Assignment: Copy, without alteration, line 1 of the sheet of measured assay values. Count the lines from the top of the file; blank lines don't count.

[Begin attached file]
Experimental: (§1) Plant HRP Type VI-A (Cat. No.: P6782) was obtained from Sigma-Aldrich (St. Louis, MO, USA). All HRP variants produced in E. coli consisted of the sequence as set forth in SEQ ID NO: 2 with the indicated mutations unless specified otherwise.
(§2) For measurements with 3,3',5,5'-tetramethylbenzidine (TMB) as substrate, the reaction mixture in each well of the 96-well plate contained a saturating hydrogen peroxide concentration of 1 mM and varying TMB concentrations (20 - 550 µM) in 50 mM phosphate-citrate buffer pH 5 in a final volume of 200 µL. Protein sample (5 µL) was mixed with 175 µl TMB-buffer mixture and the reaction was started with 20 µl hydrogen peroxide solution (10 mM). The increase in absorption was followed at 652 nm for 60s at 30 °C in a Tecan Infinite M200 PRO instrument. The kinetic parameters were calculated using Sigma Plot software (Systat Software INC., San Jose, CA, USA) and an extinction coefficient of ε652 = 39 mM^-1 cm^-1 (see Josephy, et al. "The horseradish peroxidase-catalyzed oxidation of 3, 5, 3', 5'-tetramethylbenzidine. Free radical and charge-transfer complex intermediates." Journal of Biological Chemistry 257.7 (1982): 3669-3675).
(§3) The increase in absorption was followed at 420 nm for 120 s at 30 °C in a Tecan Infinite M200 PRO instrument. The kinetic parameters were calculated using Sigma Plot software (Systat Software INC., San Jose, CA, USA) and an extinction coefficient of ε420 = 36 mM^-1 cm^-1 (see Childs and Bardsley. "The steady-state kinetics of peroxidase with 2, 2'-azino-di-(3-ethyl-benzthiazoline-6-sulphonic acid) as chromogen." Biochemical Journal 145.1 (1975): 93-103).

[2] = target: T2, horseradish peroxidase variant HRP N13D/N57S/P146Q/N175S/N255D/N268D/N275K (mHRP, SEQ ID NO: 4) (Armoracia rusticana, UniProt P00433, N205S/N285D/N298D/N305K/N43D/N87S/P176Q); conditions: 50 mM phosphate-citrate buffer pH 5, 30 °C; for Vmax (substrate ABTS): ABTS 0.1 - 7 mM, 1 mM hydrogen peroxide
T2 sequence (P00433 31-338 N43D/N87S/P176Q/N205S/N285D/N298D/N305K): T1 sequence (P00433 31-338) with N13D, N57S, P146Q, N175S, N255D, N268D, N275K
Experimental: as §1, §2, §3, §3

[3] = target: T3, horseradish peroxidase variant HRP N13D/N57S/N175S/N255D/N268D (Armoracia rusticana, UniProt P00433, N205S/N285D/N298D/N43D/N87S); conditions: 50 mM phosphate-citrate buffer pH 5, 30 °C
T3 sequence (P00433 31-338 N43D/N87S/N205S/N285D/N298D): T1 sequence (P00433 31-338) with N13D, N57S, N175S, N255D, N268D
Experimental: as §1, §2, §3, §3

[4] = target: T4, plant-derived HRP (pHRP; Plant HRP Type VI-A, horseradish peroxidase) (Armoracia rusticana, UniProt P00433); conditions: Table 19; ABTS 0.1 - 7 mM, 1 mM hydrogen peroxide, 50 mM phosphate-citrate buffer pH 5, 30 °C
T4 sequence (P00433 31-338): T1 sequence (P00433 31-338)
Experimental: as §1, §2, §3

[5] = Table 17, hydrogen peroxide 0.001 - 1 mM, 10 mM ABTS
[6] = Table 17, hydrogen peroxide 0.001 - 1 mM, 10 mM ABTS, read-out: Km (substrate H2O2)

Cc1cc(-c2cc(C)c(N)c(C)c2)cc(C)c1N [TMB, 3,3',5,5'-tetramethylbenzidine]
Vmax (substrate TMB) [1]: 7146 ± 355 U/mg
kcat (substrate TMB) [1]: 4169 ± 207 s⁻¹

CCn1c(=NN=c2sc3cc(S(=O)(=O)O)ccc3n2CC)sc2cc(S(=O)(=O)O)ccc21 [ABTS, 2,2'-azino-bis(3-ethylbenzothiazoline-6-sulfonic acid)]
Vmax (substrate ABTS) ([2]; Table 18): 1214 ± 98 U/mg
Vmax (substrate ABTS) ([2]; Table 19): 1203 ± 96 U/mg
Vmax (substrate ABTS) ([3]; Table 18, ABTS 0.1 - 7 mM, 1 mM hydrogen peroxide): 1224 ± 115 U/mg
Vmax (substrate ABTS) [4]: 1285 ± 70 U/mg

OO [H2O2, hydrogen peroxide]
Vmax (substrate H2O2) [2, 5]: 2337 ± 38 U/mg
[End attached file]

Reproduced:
Experimental: (§1) Plant HRP Type VI-A (Cat. No.: P6782) was obtained from Sigma-Aldrich (St. Louis, MO, USA). All HRP variants produced in E. coli consisted of the sequence as set forth in SEQ ID NO: 2 with the indicated mutations unless specified otherwise.